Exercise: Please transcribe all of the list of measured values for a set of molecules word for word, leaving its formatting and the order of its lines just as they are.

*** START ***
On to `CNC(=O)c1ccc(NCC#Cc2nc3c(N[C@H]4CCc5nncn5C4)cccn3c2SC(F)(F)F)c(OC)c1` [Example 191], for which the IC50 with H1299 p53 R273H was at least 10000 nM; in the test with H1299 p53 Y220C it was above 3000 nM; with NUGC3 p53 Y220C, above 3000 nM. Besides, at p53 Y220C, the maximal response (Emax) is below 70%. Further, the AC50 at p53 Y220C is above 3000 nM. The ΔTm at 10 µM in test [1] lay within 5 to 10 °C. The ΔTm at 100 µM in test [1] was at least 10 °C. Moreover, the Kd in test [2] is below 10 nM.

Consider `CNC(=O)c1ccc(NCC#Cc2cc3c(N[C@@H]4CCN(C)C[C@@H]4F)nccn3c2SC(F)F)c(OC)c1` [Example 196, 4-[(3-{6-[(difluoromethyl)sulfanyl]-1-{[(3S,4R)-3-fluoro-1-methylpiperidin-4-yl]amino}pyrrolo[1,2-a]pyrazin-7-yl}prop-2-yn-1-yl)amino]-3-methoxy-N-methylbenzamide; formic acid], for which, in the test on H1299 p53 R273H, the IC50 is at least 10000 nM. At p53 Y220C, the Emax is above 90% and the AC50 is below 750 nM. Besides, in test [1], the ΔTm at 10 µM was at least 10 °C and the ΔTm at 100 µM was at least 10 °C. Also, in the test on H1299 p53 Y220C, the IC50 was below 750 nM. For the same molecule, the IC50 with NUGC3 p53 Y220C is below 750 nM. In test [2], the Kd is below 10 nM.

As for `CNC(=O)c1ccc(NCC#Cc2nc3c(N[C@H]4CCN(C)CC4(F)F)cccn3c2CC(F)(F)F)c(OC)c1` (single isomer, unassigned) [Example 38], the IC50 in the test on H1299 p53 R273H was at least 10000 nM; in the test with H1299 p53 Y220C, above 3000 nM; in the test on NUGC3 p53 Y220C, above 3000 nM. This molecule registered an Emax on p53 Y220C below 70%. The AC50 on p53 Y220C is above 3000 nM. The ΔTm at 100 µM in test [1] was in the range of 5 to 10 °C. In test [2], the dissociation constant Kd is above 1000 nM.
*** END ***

On to `CNC(=O)c1ccc(NCC#Cc2nc3c(N[C@H]4CCc5nncn5C4)cccn3c2SC(F)(F)F)c(OC)c1` [Example 191], for which the IC50 with H1299 p53 R273H was at least 10000 nM; in the test with H1299 p53 Y220C it was above 3000 nM; with NUGC3 p53 Y220C, above 3000 nM. Besides, at p53 Y220C, the maximal response (Emax) is below 70%. Further, the AC50 at p53 Y220C is above 3000 nM. The ΔTm at 10 µM in test [1] lay within 5 to 10 °C. The ΔTm at 100 µM in test [1] was at least 10 °C. Moreover, the Kd in test [2] is below 10 nM.

Consider `CNC(=O)c1ccc(NCC#Cc2cc3c(N[C@@H]4CCN(C)C[C@@H]4F)nccn3c2SC(F)F)c(OC)c1` [Example 196, 4-[(3-{6-[(difluoromethyl)sulfanyl]-1-{[(3S,4R)-3-fluoro-1-methylpiperidin-4-yl]amino}pyrrolo[1,2-a]pyrazin-7-yl}prop-2-yn-1-yl)amino]-3-methoxy-N-methylbenzamide; formic acid], for which, in the test on H1299 p53 R273H, the IC50 is at least 10000 nM. At p53 Y220C, the Emax is above 90% and the AC50 is below 750 nM. Besides, in test [1], the ΔTm at 10 µM was at least 10 °C and the ΔTm at 100 µM was at least 10 °C. Also, in the test on H1299 p53 Y220C, the IC50 was below 750 nM. For the same molecule, the IC50 with NUGC3 p53 Y220C is below 750 nM. In test [2], the Kd is below 10 nM.

As for `CNC(=O)c1ccc(NCC#Cc2nc3c(N[C@H]4CCN(C)CC4(F)F)cccn3c2CC(F)(F)F)c(OC)c1` (single isomer, unassigned) [Example 38], the IC50 in the test on H1299 p53 R273H was at least 10000 nM; in the test with H1299 p53 Y220C, above 3000 nM; in the test on NUGC3 p53 Y220C, above 3000 nM. This molecule registered an Emax on p53 Y220C below 70%. The AC50 on p53 Y220C is above 3000 nM. The ΔTm at 100 µM in test [1] was in the range of 5 to 10 °C. In test [2], the dissociation constant Kd is above 1000 nM.